- The Washington Times - Wednesday, August 20, 2014

Rep. Duncan Hunter asked the Defense Department Wednesday to conduct its own review of the program that sends surplus military equipment to police departments, saying the Pentagon should see if there are categories of weapons that should no longer be transferred.

Lawmakers on Capitol Hill have said they will scrutinize what’s known as the Section 1033 transfer program in the wake of stark images from Ferguson, Missouri, showing police armed for combat taking on protesters. Mr. Hunter, California Republican, said the Defense Department needs to do its own review.

“There should be limitations on the type of equipment available,” said the congressman in a letter to Defense Secretary Chuck Hagel. “Based on my own experience, serving in Iraq and Afghanistan as a Marine Corps officer, it is difficult to comprehend a suitable community application for resources such as Mine Resistant Ambush Protected vehicles, tracked tactical vehicles and light armored vehicles.”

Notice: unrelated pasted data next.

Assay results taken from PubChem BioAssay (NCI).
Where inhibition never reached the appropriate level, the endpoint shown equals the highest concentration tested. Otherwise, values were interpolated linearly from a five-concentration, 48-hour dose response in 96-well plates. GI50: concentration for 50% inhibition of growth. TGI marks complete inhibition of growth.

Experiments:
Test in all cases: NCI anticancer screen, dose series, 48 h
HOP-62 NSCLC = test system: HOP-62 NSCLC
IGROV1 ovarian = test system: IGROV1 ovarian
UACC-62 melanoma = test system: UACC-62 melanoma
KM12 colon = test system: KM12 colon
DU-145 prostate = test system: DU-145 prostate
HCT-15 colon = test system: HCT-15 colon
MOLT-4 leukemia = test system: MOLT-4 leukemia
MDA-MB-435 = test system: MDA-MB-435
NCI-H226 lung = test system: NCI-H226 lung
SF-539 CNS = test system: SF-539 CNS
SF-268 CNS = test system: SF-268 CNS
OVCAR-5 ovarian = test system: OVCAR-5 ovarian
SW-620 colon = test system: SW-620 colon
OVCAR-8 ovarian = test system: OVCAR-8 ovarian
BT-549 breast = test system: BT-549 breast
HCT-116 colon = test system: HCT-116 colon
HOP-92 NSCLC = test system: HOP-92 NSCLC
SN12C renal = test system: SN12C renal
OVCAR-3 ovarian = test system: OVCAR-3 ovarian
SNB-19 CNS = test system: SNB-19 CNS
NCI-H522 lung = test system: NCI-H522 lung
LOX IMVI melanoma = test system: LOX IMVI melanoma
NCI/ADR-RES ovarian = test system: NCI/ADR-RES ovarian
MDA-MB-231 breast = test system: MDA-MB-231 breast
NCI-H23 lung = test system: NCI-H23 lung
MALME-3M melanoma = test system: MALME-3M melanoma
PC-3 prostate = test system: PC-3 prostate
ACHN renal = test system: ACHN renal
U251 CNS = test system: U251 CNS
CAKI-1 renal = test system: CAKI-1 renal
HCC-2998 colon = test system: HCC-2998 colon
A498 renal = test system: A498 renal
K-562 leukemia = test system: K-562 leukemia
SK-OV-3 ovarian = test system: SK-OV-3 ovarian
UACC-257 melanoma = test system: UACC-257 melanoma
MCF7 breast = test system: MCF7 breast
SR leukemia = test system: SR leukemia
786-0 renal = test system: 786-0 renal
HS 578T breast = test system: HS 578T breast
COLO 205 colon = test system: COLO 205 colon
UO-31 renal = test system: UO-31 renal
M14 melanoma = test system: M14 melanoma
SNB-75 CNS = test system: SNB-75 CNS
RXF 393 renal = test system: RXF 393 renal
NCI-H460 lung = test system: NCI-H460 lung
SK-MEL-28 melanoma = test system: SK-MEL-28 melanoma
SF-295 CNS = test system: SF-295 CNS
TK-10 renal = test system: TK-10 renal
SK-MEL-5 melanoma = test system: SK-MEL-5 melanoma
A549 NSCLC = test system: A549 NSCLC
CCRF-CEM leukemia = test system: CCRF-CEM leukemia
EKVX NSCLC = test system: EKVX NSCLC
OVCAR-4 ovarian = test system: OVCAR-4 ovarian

“Further, when certain surplus equipment is transferred, the Pentagon does not retain the ability to dictate or control how resources are used — making a review of the program all the more necessary to ensure the right decisions are being made.”

Mr. Hunter said there are practical uses for some equipment, but the Pentagon should figure out what falls into which category.

The Defense Department said it has sent $5.1 billion in equipment to state and local police since the 1033 program began in the 1990s, including $449 million last year alone.

Only 5 percent of the equipment transferred are weapons, and less than 1 percent are tactical vehicles, the department said.

The transfer is a loan, and police pay shipping costs. Police are responsible for upkeep and training of personnel on use of the equipment.